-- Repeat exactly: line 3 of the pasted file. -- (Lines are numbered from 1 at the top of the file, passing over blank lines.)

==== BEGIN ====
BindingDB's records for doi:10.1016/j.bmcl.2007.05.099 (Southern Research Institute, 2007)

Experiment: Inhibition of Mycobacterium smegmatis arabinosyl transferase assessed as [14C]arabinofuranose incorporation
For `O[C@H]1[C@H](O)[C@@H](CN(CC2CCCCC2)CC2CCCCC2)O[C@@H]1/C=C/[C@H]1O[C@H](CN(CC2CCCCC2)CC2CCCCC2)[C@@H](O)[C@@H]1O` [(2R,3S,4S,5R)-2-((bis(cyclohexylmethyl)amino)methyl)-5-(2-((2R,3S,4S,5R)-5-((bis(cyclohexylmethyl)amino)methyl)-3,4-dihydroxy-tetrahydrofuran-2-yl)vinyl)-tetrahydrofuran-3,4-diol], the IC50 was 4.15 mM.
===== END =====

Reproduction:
For `O[C@H]1[C@H](O)[C@@H](CN(CC2CCCCC2)CC2CCCCC2)O[C@@H]1/C=C/[C@H]1O[C@H](CN(CC2CCCCC2)CC2CCCCC2)[C@@H](O)[C@@H]1O` [(2R,3S,4S,5R)-2-((bis(cyclohexylmethyl)amino)methyl)-5-(2-((2R,3S,4S,5R)-5-((bis(cyclohexylmethyl)amino)methyl)-3,4-dihydroxy-tetrahydrofuran-2-yl)vinyl)-tetrahydrofuran-3,4-diol], the IC50 was 4.15 mM.